get rid of gallons

\[\left ( \frac{$2.54}{\textcolor{red}{ \cancel{gallon}}} \right) \left ( \frac{1 \;\textcolor{red}{ \cancel{ gallon}}}{21 \;miles} \right) \nonumber\]

get rid of miles and solve

\[\left ( \frac{$2.54}{\textcolor{red}{ \cancel{gallon}}} \right) \left ( \frac{1 \;\textcolor{red}{ \cancel{ gallon}}}{21 \;\textcolor{blue}{ \cancel{miles}}} \right) \left ( 137\textcolor{blue}{ \cancel{miles}} \right ) = $16.57\nonumber\]

The advantage of the second method is sometimes you may be given more than one starting value and may not know what to start with. The important thing here is to keep units in the calculations.

Exercise \(\PageIndex{1}\)

What is the value of a gold bar with dimensions of 1.5cm x 2.5cm x 2.0cm if gold sells for $300/oz and has a density of 19.32g/ml? (16 oz = 1 lb)(1 lb = 453.59 g)(19.32 g = 1 mL)

**Answer**-
Note: you were not given the conversion factor to go from cm

^{3}to ml, and this is because you are expected to know that 1 cm^{3}= 1 mL.\[\left ( \frac{$300}{oz} \right )\left ( \frac{16oz}{1lb} \right )\left ( \frac{1lb}{453.59g} \right )\left ( \frac{19.32g}{1mL} \right )\left ( \frac{1mL}{1cm^{3}} \right )\left ( 1.5cm \right )\left ( 2.5cm \right )\left ( 2.0cm \right )= $1500\]

.

Exercise \(\PageIndex{2}\)

Give the volume in liters of a box which is 2.4 yards by 2.4 inches by 2.4 feet in size? (3 ft = 1 yd)(12 in = 1ft)

**Answer**- Note: in addition to knowing 1 cm
^{3}= 1 mL, you are also expected to know that 1 in = 2.54 cm. -
\[\left ( 2.4 yd \right )\left ( 2.4 in \right )\left ( 2.4 ft \right )\left ( \frac{3 ft}{1 yd} \right )\left ( \frac{12 in}{1 ft} \right )^{2}\left ( \frac{2.54 cm}{1 in} \right )^{3}\left ( \frac{1 mL}{1 cm^{3}} \right )\left ( \frac{10^{-3} L}{1 mL} \right )= 98 L\]

Be Aware: area has the units of length squared and so conversion factors involving area in the dimensions of length need to be squared, and volume is length cubed, and so conversions of volume expressed by length cubed must be cubed. Not mL is not a unit of length, but of volume.

.

The following video shows the solution of a more complex problem involving going from English to metric units and the use of physical constants.

Example \(\PageIndex{1}\)

What is the mass of 1.0000 cubic feet of water?

**Solution**

(28.28 kg)

Note, the physical constant density had significant Figures, and those were what determined the number of significant Figures in the final answer.

**Important **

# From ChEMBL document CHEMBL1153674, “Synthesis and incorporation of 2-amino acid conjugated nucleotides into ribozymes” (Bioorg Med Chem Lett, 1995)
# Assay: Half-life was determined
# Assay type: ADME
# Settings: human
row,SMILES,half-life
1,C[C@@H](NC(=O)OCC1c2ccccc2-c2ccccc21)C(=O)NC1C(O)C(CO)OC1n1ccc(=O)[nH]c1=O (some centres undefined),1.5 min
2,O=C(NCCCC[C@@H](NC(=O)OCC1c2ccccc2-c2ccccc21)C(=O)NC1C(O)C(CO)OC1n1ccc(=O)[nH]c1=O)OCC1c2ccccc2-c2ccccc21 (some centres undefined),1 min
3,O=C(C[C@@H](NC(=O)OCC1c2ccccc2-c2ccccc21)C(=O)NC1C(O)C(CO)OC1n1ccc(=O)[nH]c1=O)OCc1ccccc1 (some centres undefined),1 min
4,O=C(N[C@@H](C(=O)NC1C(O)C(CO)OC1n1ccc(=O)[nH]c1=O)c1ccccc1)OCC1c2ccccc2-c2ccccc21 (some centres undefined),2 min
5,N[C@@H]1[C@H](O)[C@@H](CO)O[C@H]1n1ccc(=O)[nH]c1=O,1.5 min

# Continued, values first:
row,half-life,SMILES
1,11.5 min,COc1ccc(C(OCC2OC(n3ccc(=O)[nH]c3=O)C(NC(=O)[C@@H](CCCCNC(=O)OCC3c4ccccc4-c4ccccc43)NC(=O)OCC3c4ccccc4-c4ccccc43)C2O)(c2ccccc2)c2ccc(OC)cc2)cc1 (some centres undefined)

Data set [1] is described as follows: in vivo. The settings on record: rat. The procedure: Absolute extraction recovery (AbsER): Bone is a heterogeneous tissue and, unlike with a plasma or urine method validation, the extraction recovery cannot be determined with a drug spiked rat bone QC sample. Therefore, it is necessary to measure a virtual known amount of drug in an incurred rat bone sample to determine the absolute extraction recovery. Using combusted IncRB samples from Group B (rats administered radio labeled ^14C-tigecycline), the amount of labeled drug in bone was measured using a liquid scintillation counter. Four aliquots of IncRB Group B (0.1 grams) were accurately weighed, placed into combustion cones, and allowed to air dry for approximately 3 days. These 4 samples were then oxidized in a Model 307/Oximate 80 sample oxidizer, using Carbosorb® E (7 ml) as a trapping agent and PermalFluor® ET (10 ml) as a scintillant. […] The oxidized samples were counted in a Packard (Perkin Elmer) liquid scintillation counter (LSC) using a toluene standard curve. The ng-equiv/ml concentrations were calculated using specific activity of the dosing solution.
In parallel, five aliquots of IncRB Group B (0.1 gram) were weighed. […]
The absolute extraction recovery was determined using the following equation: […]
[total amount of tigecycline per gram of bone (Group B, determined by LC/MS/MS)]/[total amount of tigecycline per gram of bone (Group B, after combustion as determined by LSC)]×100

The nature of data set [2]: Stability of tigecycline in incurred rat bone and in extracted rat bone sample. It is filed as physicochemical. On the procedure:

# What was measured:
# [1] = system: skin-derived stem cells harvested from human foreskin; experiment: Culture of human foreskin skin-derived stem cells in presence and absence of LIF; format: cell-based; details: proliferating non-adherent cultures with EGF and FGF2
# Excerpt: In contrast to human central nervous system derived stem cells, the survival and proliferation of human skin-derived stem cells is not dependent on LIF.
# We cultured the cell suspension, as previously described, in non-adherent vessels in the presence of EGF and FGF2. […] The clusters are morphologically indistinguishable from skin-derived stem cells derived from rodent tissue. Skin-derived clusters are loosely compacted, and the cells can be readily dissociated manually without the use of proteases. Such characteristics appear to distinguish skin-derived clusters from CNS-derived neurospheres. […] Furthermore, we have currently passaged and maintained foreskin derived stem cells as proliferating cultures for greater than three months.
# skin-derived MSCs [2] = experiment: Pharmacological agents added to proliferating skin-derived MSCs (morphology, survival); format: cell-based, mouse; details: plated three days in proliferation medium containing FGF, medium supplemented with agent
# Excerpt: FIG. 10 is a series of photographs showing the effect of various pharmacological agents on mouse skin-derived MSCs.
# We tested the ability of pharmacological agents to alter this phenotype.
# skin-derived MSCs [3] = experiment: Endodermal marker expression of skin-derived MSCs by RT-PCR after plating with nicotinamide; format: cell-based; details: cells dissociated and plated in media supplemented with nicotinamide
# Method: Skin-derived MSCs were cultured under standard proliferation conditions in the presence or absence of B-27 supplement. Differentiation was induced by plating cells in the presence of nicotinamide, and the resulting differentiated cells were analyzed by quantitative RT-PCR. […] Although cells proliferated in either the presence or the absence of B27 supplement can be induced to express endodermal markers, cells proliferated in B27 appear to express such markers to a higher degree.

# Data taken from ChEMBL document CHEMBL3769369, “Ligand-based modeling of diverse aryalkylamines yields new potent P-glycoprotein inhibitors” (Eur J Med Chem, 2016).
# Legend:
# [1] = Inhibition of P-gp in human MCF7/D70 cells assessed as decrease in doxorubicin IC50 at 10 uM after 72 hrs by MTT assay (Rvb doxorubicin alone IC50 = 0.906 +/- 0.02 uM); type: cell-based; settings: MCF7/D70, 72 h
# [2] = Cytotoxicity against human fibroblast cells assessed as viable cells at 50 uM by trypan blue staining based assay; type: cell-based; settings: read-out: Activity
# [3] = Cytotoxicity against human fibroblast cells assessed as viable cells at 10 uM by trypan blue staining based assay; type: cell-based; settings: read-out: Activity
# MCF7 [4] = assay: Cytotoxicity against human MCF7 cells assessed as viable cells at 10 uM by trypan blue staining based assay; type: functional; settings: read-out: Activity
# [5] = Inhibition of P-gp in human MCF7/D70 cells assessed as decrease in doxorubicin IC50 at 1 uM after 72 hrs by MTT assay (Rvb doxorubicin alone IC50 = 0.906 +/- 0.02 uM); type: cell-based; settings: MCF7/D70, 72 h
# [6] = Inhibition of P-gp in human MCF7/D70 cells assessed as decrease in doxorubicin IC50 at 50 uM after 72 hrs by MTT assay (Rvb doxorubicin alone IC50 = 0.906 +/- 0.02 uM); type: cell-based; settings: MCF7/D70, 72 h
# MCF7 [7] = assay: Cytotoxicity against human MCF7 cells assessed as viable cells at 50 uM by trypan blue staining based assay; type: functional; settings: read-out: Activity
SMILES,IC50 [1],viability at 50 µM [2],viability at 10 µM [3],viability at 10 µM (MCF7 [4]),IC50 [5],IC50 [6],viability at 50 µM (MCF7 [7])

1. Always Include Units in Calculations

2. Check All Solutions for Proper Dimensions

## Reverse Engineering Eqs from Constants

When you are given a constant you must be given the units, or it makes no sense. For example the density of water is 1.00 g/ml but also 62.4 lb/ft^{3}, so you can't have a density of water without units. From the units you can back calculate the equation, although sometimes you need to analyze it to make sure it makes sense, for example temperature and temperature change can have the same units, but mean different things. If your constant is a linear proportionality constant, than you can say

Y = mX + b, where m is your constant, and the units of m must be the units of \(\left ( \frac{Y}{X}\right) \)

so if Density has the units of \(\left ( \frac{g}{mL}\right) \), then

- Y must be something that has the unit of g, and thus mass would work
- X must be something that has the unit of mL, and thus volume would work

Of course you need to think about these, as sometimes different things can have the same units. For example, a change of one degree kelvin equals a change of 1 degree Celsius, but 1 degree kelvin = 273.15 degrees Celsius, and so you do not know if the equation is T or \(\Delta T\)/ Likewise time and frequency (Hz) have the units of time, where frequency if the cycles per second (and so has units of reciprocal time).

## Test Yourself

## Contributors and Attributions

Robert E. Belford (University of Arkansas Little Rock; Department of Chemistry). The breadth, depth and veracity of this work is the responsibility of Robert E. Belford, rebelford@ualr.edu. You should contact him if you have any concerns. This material has both original contributions, and content built upon prior contributions of the LibreTexts Community and other resources, including but not limited to:

- Ronia Kattoum (Learning Objectives)
- Elena Lisitsyna (H5P interactive modules)